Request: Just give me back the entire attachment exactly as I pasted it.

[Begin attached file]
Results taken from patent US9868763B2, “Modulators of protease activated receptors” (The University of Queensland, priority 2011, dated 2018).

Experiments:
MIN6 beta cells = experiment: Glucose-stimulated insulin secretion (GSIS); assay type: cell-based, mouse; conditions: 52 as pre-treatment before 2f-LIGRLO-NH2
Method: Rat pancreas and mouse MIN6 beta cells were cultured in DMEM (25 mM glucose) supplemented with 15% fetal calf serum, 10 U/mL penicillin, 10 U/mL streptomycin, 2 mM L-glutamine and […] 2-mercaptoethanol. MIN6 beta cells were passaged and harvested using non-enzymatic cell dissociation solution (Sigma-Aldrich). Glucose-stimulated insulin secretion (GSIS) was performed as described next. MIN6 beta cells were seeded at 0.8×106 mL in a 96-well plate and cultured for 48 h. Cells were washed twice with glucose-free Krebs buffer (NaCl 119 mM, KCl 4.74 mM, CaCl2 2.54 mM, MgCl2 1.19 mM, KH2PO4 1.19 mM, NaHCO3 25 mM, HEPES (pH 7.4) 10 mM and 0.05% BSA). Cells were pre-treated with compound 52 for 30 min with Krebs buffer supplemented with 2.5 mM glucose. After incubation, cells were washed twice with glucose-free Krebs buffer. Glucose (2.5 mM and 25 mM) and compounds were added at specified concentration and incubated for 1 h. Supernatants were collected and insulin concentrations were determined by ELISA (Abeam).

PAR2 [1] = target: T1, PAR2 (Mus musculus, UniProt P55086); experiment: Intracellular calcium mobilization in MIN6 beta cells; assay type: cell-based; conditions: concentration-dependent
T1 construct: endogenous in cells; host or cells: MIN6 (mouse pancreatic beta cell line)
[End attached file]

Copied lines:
Results taken from patent US9868763B2, “Modulators of protease activated receptors” (The University of Queensland, priority 2011, dated 2018).

Experiments:
MIN6 beta cells = experiment: Glucose-stimulated insulin secretion (GSIS); assay type: cell-based, mouse; conditions: 52 as pre-treatment before 2f-LIGRLO-NH2
Method: Rat pancreas and mouse MIN6 beta cells were cultured in DMEM (25 mM glucose) supplemented with 15% fetal calf serum, 10 U/mL penicillin, 10 U/mL streptomycin, 2 mM L-glutamine and […] 2-mercaptoethanol. MIN6 beta cells were passaged and harvested using non-enzymatic cell dissociation solution (Sigma-Aldrich). Glucose-stimulated insulin secretion (GSIS) was performed as described next. MIN6 beta cells were seeded at 0.8×106 mL in a 96-well plate and cultured for 48 h. Cells were washed twice with glucose-free Krebs buffer (NaCl 119 mM, KCl 4.74 mM, CaCl2 2.54 mM, MgCl2 1.19 mM, KH2PO4 1.19 mM, NaHCO3 25 mM, HEPES (pH 7.4) 10 mM and 0.05% BSA). Cells were pre-treated with compound 52 for 30 min with Krebs buffer supplemented with 2.5 mM glucose. After incubation, cells were washed twice with glucose-free Krebs buffer. Glucose (2.5 mM and 25 mM) and compounds were added at specified concentration and incubated for 1 h. Supernatants were collected and insulin concentrations were determined by ELISA (Abeam).

PAR2 [1] = target: T1, PAR2 (Mus musculus, UniProt P55086); experiment: Intracellular calcium mobilization in MIN6 beta cells; assay type: cell-based; conditions: concentration-dependent
T1 construct: endogenous in cells; host or cells: MIN6 (mouse pancreatic beta cell line)